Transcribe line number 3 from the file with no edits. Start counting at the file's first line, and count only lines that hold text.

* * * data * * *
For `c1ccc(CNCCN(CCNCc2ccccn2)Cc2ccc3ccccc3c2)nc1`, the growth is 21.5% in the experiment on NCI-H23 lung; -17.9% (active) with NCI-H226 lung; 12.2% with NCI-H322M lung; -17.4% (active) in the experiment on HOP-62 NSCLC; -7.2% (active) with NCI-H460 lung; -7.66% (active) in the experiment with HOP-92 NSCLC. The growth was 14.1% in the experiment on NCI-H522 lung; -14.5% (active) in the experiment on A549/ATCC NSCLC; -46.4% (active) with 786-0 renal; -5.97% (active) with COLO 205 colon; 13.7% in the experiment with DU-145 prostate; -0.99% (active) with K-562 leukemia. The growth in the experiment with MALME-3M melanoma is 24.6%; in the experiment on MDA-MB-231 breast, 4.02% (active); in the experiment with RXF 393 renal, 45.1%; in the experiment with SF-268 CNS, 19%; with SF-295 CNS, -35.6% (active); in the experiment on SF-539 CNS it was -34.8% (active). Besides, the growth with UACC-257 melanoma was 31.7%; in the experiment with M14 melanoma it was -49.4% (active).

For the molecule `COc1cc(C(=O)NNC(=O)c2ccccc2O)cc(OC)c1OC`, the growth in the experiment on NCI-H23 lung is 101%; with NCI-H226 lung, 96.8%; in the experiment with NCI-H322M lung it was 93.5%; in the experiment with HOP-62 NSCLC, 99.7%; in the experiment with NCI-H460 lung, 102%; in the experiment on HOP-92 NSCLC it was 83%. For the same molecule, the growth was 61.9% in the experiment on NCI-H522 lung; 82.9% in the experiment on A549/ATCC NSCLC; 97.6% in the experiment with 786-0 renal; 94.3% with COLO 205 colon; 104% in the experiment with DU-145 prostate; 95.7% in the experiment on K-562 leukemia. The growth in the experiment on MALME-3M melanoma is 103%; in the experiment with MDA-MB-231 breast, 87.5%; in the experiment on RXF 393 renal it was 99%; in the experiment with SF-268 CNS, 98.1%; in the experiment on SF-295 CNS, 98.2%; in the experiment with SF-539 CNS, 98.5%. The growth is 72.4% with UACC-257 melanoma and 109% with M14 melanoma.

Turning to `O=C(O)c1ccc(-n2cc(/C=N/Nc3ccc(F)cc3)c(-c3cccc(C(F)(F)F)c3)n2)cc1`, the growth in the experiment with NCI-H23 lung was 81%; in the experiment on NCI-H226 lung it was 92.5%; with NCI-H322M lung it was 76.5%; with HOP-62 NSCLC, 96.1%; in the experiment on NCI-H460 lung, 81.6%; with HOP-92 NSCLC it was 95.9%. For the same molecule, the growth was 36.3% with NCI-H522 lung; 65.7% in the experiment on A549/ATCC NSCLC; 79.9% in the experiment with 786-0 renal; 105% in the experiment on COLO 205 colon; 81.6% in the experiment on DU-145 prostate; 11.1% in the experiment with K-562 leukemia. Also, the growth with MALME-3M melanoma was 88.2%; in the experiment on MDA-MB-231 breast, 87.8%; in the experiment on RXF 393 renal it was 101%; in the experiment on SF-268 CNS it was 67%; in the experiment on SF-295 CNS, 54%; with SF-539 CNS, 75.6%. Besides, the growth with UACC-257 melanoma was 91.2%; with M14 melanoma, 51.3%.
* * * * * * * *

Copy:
Turning to `O=C(O)c1ccc(-n2cc(/C=N/Nc3ccc(F)cc3)c(-c3cccc(C(F)(F)F)c3)n2)cc1`, the growth in the experiment with NCI-H23 lung was 81%; in the experiment on NCI-H226 lung it was 92.5%; with NCI-H322M lung it was 76.5%; with HOP-62 NSCLC, 96.1%; in the experiment on NCI-H460 lung, 81.6%; with HOP-92 NSCLC it was 95.9%. For the same molecule, the growth was 36.3% with NCI-H522 lung; 65.7% in the experiment on A549/ATCC NSCLC; 79.9% in the experiment with 786-0 renal; 105% in the experiment on COLO 205 colon; 81.6% in the experiment on DU-145 prostate; 11.1% in the experiment with K-562 leukemia. Also, the growth with MALME-3M melanoma was 88.2%; in the experiment on MDA-MB-231 breast, 87.8%; in the experiment on RXF 393 renal it was 101%; in the experiment on SF-268 CNS it was 67%; in the experiment on SF-295 CNS, 54%; with SF-539 CNS, 75.6%. Besides, the growth with UACC-257 melanoma was 91.2%; with M14 melanoma, 51.3%.